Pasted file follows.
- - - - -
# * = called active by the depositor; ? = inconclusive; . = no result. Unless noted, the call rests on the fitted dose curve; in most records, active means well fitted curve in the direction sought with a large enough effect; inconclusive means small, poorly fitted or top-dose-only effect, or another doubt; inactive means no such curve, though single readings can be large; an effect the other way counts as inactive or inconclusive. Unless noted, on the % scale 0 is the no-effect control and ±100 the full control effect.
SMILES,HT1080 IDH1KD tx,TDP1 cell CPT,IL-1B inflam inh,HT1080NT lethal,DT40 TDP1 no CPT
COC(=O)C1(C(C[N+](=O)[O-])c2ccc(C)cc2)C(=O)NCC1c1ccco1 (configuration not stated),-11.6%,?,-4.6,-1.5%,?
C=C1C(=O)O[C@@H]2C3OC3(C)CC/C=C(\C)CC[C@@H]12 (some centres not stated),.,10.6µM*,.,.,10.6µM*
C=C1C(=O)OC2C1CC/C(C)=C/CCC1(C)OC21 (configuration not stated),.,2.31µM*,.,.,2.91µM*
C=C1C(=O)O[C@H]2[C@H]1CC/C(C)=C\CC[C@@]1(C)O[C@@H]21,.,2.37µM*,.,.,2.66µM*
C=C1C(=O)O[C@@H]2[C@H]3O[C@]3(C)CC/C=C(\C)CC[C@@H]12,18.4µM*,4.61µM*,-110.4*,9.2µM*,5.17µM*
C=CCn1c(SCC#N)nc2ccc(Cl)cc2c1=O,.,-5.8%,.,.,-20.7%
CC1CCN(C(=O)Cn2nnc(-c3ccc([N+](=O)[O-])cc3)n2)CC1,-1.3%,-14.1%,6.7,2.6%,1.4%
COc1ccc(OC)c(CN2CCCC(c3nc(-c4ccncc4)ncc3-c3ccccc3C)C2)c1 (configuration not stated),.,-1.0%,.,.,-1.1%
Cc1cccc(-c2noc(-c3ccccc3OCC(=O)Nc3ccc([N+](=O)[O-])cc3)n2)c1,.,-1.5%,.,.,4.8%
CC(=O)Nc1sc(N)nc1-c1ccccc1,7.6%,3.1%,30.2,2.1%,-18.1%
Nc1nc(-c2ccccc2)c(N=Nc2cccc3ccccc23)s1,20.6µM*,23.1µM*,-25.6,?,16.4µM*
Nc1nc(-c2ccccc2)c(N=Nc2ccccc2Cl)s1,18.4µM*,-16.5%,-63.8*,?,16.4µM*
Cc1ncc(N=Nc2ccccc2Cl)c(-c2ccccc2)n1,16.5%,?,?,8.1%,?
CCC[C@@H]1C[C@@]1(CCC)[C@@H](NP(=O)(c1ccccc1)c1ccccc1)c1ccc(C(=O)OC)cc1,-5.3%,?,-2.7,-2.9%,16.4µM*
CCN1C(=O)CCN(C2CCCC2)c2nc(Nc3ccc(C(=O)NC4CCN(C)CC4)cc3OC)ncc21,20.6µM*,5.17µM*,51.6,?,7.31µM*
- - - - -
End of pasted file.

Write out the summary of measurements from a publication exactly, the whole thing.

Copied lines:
# * = called active by the depositor; ? = inconclusive; . = no result. Unless noted, the call rests on the fitted dose curve; in most records, active means well fitted curve in the direction sought with a large enough effect; inconclusive means small, poorly fitted or top-dose-only effect, or another doubt; inactive means no such curve, though single readings can be large; an effect the other way counts as inactive or inconclusive. Unless noted, on the % scale 0 is the no-effect control and ±100 the full control effect.
SMILES,HT1080 IDH1KD tx,TDP1 cell CPT,IL-1B inflam inh,HT1080NT lethal,DT40 TDP1 no CPT
COC(=O)C1(C(C[N+](=O)[O-])c2ccc(C)cc2)C(=O)NCC1c1ccco1 (configuration not stated),-11.6%,?,-4.6,-1.5%,?
C=C1C(=O)O[C@@H]2C3OC3(C)CC/C=C(\C)CC[C@@H]12 (some centres not stated),.,10.6µM*,.,.,10.6µM*
C=C1C(=O)OC2C1CC/C(C)=C/CCC1(C)OC21 (configuration not stated),.,2.31µM*,.,.,2.91µM*
C=C1C(=O)O[C@H]2[C@H]1CC/C(C)=C\CC[C@@]1(C)O[C@@H]21,.,2.37µM*,.,.,2.66µM*
C=C1C(=O)O[C@@H]2[C@H]3O[C@]3(C)CC/C=C(\C)CC[C@@H]12,18.4µM*,4.61µM*,-110.4*,9.2µM*,5.17µM*
C=CCn1c(SCC#N)nc2ccc(Cl)cc2c1=O,.,-5.8%,.,.,-20.7%
CC1CCN(C(=O)Cn2nnc(-c3ccc([N+](=O)[O-])cc3)n2)CC1,-1.3%,-14.1%,6.7,2.6%,1.4%
COc1ccc(OC)c(CN2CCCC(c3nc(-c4ccncc4)ncc3-c3ccccc3C)C2)c1 (configuration not stated),.,-1.0%,.,.,-1.1%
Cc1cccc(-c2noc(-c3ccccc3OCC(=O)Nc3ccc([N+](=O)[O-])cc3)n2)c1,.,-1.5%,.,.,4.8%
CC(=O)Nc1sc(N)nc1-c1ccccc1,7.6%,3.1%,30.2,2.1%,-18.1%
Nc1nc(-c2ccccc2)c(N=Nc2cccc3ccccc23)s1,20.6µM*,23.1µM*,-25.6,?,16.4µM*
Nc1nc(-c2ccccc2)c(N=Nc2ccccc2Cl)s1,18.4µM*,-16.5%,-63.8*,?,16.4µM*
Cc1ncc(N=Nc2ccccc2Cl)c(-c2ccccc2)n1,16.5%,?,?,8.1%,?
CCC[C@@H]1C[C@@]1(CCC)[C@@H](NP(=O)(c1ccccc1)c1ccccc1)c1ccc(C(=O)OC)cc1,-5.3%,?,-2.7,-2.9%,16.4µM*
CCN1C(=O)CCN(C2CCCC2)c2nc(Nc3ccc(C(=O)NC4CCN(C)CC4)cc3OC)ncc21,20.6µM*,5.17µM*,51.6,?,7.31µM*